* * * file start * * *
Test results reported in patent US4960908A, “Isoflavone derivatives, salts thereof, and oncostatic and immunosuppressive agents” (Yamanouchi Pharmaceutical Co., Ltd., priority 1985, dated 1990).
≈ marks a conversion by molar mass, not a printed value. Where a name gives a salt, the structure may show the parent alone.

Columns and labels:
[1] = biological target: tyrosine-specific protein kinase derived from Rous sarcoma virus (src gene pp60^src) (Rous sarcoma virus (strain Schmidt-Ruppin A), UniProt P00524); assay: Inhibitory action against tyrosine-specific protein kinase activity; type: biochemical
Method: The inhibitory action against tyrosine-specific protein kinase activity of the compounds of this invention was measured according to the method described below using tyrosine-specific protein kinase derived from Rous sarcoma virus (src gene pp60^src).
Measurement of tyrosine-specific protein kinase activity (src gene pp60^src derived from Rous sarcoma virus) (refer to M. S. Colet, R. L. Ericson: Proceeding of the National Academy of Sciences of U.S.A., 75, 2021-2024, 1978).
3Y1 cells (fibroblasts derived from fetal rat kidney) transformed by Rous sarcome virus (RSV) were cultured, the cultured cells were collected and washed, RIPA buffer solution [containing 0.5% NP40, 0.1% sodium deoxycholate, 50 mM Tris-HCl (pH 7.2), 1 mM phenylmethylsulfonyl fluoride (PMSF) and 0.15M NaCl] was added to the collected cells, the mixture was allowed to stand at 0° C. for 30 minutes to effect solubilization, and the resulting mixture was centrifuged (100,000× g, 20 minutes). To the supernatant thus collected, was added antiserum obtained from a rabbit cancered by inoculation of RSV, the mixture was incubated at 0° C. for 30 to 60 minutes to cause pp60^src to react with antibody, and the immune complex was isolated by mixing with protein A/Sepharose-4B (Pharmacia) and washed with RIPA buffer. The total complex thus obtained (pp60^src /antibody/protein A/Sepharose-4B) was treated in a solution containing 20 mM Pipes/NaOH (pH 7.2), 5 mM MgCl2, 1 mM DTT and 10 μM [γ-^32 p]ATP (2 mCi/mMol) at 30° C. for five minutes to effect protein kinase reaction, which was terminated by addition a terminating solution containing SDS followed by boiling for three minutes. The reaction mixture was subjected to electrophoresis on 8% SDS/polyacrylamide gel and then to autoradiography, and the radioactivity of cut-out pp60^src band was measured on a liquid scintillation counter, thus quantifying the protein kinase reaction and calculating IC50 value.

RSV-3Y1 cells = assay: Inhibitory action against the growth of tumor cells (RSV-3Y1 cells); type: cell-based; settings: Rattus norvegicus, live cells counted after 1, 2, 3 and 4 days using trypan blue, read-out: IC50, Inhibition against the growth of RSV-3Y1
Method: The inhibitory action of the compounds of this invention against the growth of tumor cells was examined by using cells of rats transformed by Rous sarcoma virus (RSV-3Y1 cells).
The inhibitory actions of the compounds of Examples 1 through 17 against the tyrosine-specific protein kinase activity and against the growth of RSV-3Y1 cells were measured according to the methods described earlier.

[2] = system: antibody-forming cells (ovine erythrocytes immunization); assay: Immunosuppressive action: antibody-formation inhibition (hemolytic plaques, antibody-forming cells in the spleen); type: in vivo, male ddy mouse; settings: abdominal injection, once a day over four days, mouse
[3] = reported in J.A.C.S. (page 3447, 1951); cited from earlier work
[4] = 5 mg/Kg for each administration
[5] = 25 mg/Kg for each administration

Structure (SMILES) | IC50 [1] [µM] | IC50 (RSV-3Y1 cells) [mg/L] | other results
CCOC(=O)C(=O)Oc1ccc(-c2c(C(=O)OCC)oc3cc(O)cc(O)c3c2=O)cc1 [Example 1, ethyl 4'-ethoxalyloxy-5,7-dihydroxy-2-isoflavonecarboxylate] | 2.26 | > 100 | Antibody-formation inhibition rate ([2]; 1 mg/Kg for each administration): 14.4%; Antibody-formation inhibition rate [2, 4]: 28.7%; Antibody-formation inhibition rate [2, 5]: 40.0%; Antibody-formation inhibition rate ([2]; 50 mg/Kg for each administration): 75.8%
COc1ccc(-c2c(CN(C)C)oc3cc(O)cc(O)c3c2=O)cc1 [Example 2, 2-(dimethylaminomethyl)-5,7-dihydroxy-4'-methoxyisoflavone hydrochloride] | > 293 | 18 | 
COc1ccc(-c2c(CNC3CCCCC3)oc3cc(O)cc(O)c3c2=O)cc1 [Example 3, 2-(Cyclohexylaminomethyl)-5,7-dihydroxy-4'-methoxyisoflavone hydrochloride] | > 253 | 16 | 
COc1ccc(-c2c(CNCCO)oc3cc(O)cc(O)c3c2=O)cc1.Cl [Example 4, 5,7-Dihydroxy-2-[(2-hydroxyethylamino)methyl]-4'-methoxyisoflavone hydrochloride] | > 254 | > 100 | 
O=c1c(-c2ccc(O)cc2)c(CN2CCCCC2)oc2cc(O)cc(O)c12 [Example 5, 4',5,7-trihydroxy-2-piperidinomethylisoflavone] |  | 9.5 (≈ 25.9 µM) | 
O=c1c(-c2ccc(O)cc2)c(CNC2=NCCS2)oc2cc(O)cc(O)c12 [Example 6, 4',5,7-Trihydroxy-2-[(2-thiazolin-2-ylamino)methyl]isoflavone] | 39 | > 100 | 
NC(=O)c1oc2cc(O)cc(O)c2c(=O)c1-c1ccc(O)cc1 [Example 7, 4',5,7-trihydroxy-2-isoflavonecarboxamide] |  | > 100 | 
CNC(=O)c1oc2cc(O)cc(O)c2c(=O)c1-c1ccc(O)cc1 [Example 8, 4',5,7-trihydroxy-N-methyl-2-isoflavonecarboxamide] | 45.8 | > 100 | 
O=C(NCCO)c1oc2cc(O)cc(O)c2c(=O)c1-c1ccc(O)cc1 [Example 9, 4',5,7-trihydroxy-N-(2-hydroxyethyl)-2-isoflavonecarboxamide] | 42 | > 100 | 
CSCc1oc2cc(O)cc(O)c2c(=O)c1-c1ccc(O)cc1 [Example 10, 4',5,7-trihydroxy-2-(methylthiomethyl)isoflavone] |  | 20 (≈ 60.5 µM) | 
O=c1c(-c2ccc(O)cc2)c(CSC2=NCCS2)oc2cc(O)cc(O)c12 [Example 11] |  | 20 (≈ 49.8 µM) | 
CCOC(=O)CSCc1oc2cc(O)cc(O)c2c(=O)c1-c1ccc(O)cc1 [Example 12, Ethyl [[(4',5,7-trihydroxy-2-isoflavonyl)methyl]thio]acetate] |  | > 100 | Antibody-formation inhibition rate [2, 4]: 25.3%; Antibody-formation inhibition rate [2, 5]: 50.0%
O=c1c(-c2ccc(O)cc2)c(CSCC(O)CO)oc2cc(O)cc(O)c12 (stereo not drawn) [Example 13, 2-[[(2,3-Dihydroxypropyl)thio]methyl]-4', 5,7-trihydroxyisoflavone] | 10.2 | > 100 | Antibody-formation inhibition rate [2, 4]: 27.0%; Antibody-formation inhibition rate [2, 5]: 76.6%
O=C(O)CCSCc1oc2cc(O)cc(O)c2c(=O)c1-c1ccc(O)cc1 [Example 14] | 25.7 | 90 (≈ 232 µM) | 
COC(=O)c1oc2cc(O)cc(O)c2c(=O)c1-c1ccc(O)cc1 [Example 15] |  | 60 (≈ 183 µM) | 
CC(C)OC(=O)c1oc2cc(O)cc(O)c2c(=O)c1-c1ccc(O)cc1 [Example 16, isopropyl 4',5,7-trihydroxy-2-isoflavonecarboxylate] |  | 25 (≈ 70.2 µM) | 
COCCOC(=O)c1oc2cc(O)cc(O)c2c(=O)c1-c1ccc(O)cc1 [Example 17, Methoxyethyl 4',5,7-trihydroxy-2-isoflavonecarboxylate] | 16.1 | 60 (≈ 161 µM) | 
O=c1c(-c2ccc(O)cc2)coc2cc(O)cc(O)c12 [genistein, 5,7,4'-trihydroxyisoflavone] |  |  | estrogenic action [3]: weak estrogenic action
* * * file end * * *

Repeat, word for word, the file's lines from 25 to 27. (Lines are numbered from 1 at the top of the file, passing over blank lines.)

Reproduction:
CSCc1oc2cc(O)cc(O)c2c(=O)c1-c1ccc(O)cc1 [Example 10, 4',5,7-trihydroxy-2-(methylthiomethyl)isoflavone] |  | 20 (≈ 60.5 µM) | 
O=c1c(-c2ccc(O)cc2)c(CSC2=NCCS2)oc2cc(O)cc(O)c12 [Example 11] |  | 20 (≈ 49.8 µM) | 
CCOC(=O)CSCc1oc2cc(O)cc(O)c2c(=O)c1-c1ccc(O)cc1 [Example 12, Ethyl [[(4',5,7-trihydroxy-2-isoflavonyl)methyl]thio]acetate] |  | > 100 | Antibody-formation inhibition rate [2, 4]: 25.3%; Antibody-formation inhibition rate [2, 5]: 50.0%